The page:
rowDataName = "MeanSCR")

Before applying the filter, we plot the distribution of the average SCR. We can extract the MeanSCR variable from the rowData of several assays using the rowDataToDF. It takes the rowData field(s) of interest and returns a DataFrame table.

scp %>%
rowDataToDF(i = 1:3,
vars = "MeanSCR") %>%
data.frame %>%
ggplot(aes(x = MeanSCR)) +
geom_histogram() +
geom_vline(xintercept = c(1/200, 0.1),
lty = c(2, 1)) +
scale_x_log10()

The expected ratio between single cells and the carrier is 1/200 (dashed line). We can see that the distribution mode is slightly shifted towards higher ratios with a mode around 0.01. However, there are a few PSMs that stand out of the distribution and have a much higher signal than expected, indicating something wrong happened during the quantification of those PSMs. We therefore filter out PSMs with an average SCR higher than 0.1 (solide line). This is again easily performed using the filterFeatures functions.

scp <- filterFeatures(scp,
~ !is.na(MeanSCR) &
MeanSCR < 0.1)

## 5.4 Filter features to control for FDR

Finally, we might also want to control for false discovery rate (FDR). MaxQuant already computes posterior error probabilities (PEP), but filtering on PEPs is too conservative (Käll et al. (2008)) so we provide the pep2qvalue function to convert PEPs to q-values that are directly related to FDR. We here compute the q-values from the PEP (dart_PEP) across all 3 assays. dart_PEP contains the PEP values that have been updated using the DART-ID algorithm (Chen, Franks, and Slavov (2019)). The function will store the results in the rowData, we here asked to name the new column qvalue_PSMs.

scp <- pep2qvalue(scp,
i = 1:3,
PEP = "dart_PEP",
rowDataName = "qvalue_PSMs")

We also allow to compute q-values at peptide or protein level rather than PSM. In this case, you need to supply the groupBy argument. Suppose we want to compute the q-values at protein level, we can fetch the protein information stored under protein in the rowData. This time, we store the q-values in a new field called qvalue_proteins.

scp <- pep2qvalue(scp,
i = 1:3,
PEP = "dart_PEP",
groupBy = "protein",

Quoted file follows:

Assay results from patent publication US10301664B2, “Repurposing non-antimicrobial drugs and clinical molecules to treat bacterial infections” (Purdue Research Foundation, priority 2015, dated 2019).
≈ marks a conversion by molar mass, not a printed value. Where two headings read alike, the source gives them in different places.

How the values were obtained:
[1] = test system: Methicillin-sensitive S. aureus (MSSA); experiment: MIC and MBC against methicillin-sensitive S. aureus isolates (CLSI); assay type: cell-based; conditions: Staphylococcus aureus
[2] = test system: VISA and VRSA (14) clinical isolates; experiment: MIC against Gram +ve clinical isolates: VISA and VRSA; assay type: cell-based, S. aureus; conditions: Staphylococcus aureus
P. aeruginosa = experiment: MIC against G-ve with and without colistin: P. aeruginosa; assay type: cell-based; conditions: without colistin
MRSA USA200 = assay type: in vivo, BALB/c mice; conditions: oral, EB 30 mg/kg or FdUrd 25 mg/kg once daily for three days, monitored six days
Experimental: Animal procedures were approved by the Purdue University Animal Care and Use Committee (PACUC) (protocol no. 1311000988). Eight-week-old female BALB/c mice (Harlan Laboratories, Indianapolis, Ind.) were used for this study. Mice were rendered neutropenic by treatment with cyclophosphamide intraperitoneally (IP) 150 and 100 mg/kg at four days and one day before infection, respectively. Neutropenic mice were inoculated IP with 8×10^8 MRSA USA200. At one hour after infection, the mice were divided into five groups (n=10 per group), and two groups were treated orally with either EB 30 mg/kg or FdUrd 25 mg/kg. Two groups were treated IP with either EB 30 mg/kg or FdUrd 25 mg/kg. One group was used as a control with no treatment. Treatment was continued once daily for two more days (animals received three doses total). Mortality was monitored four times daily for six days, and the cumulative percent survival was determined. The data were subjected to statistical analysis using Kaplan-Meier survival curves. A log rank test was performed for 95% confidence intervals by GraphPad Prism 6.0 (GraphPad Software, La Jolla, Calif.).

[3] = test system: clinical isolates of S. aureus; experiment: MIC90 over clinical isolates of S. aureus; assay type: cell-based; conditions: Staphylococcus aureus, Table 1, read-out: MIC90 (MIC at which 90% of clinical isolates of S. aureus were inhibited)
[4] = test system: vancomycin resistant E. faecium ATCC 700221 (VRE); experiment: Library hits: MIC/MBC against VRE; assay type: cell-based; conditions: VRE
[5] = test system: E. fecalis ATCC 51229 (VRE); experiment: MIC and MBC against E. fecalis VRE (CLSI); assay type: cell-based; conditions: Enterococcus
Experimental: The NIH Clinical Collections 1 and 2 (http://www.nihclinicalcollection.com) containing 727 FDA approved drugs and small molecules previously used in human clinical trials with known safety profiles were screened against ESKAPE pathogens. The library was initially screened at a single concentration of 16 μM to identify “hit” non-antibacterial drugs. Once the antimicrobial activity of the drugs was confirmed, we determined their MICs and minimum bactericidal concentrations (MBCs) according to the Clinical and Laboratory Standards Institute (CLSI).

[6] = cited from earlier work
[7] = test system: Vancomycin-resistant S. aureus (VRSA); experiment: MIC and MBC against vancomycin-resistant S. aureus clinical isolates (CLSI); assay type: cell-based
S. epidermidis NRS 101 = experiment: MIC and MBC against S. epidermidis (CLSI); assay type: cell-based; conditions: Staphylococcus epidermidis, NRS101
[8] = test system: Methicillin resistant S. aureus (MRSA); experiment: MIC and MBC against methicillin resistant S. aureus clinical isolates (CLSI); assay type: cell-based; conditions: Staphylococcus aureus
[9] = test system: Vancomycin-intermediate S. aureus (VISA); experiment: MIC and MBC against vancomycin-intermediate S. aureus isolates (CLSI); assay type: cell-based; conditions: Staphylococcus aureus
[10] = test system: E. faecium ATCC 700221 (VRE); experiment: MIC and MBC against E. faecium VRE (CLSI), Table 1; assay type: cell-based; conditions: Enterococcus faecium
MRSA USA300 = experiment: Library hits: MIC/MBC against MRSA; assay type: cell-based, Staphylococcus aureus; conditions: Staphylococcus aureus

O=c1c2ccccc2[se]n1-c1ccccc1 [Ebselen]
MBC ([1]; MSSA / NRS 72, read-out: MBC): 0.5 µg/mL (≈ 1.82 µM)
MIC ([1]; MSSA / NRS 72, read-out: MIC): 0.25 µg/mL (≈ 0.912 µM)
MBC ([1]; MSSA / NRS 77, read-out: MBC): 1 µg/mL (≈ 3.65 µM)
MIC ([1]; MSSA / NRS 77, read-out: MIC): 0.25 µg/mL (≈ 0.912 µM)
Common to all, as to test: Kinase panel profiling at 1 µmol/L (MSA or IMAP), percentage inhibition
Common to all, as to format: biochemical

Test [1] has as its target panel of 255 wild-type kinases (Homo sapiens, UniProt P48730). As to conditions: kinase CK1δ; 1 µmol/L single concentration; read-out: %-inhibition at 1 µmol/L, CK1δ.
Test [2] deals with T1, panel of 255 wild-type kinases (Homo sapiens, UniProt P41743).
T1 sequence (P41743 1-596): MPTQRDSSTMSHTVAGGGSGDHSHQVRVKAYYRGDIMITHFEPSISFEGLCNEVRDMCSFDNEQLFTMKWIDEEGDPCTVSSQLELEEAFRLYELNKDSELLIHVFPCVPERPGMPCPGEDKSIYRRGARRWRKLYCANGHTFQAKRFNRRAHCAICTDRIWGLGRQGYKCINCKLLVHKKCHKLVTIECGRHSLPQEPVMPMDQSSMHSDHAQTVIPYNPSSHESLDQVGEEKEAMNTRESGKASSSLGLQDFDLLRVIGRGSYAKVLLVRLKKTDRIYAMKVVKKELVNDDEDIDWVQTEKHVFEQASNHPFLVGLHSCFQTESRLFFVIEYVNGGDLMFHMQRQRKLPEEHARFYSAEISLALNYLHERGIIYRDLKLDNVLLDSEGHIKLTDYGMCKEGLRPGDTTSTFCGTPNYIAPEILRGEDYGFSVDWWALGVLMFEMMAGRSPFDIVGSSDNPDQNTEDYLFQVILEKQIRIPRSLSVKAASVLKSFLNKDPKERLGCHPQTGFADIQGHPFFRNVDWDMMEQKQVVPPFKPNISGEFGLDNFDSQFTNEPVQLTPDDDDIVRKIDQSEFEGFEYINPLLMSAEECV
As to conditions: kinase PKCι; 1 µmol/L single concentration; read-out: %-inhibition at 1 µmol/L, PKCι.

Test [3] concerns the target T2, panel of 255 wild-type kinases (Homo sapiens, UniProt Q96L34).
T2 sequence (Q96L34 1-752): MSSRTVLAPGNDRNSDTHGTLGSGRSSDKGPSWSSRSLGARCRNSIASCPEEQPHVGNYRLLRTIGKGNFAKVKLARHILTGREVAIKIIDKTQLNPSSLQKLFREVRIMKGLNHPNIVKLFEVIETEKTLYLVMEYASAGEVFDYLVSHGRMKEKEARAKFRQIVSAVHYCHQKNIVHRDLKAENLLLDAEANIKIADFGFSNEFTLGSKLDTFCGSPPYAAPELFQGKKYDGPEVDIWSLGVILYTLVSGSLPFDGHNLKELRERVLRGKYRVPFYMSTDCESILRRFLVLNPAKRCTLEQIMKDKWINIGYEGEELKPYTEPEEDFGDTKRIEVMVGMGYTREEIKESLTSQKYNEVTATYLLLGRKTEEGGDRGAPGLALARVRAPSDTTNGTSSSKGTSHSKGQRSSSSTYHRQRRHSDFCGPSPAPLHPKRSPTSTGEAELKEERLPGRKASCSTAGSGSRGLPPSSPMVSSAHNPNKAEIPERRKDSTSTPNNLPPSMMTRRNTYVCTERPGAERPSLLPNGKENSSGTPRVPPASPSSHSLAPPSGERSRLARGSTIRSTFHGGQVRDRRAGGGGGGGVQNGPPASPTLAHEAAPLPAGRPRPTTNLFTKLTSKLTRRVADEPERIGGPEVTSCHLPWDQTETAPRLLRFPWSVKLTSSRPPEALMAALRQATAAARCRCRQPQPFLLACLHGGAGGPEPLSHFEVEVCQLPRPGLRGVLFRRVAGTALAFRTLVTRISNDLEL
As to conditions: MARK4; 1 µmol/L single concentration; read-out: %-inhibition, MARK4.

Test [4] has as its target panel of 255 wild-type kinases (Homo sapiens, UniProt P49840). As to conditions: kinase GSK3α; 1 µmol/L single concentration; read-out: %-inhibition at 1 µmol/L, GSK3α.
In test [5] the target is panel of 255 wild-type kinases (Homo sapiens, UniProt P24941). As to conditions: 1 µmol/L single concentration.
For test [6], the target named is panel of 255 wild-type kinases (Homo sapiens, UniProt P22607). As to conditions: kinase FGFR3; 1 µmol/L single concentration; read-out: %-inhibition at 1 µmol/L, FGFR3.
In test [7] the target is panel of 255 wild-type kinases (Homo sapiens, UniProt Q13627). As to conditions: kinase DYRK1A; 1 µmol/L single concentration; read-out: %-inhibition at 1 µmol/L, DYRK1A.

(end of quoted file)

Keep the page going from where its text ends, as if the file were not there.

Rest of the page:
rowDataName = "qvalue_proteins")

We can now filter the PSM to control, let’s say, the protein FDR at 1%. This can be performed using filterFeatures because the q-values were stored in the rowData.

scp <- filterFeatures(scp,
~ qvalue_proteins < 0.01)

# 6 Process the PSM data

## 6.1 Relative reporter ion intensity

In order to partialy correct for between-run variation, SCoPE2 suggests computing relative reporter ion intensities. This means that intensities measured for single-cells are divided by the reference channel containing 5-cell equivalents. We use the divideByReference function that divides channels of interest by the reference channel. Similarly to computeSCR, we can point to the samples and the reference columns in each assay using the annotation contained in the colData.

We here divide all columns (using the regular expression wildcard .) by the reference channel (Reference).

scp <- divideByReference(scp,
i = 1:3,
colDataCol = "SampleType",
samplePattern = ".",
refPattern = "Reference")

# 7 Aggregate PSM data to peptide data

Now that the PSM assays are processed, we can aggregate them to peptides. This is performed using the aggregateFeaturesOverAssays function. For each assay, the function aggregates several PSMs into a unique peptide. This is best illustrated by the figure below.

Remember there currently are three assays containing the PSM data.

scp
#> An instance of class QFeatures containing 3 assays:
#>  [1] 190222S_LCA9_X_FP94BM: SingleCellExperiment with 239 rows and 11 columns
#>  [2] 190321S_LCA10_X_FP97AG: SingleCellExperiment with 277 rows and 11 columns
#>  [3] 190914S_LCB3_X_16plex_Set_21: SingleCellExperiment with 186 rows and 16 columns

The PSMs are aggregated over the fcol feature variable, here peptides. We also need to supply an aggregating function that will tell how to combine the quantitative data of the PSMs to aggregate. We here aggregate the PSM data using the median value per sample thanks to the matrixStats:colMedians function. Other functions can be used and we refer to ?aggregateFeatures for more information about available aggregation functions. The aggregateFeaturesOverAssays function will create a new assay for each aggregated assay. We name the aggregated assays using the original names and appending peptides_ at the start.

scp <- aggregateFeaturesOverAssays(scp,
i = 1:3,
fcol = "peptide",
name = paste0("peptides_", names(scp)),
fun = matrixStats::colMedians, na.rm = TRUE)

Notice that 3 new assays were created in the scp object. Those new assays contain the aggregated features while the three first assays are unchanged. This allows to keep track of the data processing.

scp
#> An instance of class QFeatures containing 6 assays:
#>  [1] 190222S_LCA9_X_FP94BM: SingleCellExperiment with 239 rows and 11 columns
#>  [2] 190321S_LCA10_X_FP97AG: SingleCellExperiment with 277 rows and 11 columns
#>  [3] 190914S_LCB3_X_16plex_Set_21: SingleCellExperiment with 186 rows and 16 columns
#>  [4] peptides_190222S_LCA9_X_FP94BM: SingleCellExperiment with 239 rows and 11 columns
#>  [5] peptides_190321S_LCA10_X_FP97AG: SingleCellExperiment with 277 rows and 11 columns
#>  [6] peptides_190914S_LCB3_X_16plex_Set_21: SingleCellExperiment with 185 rows and 16 columns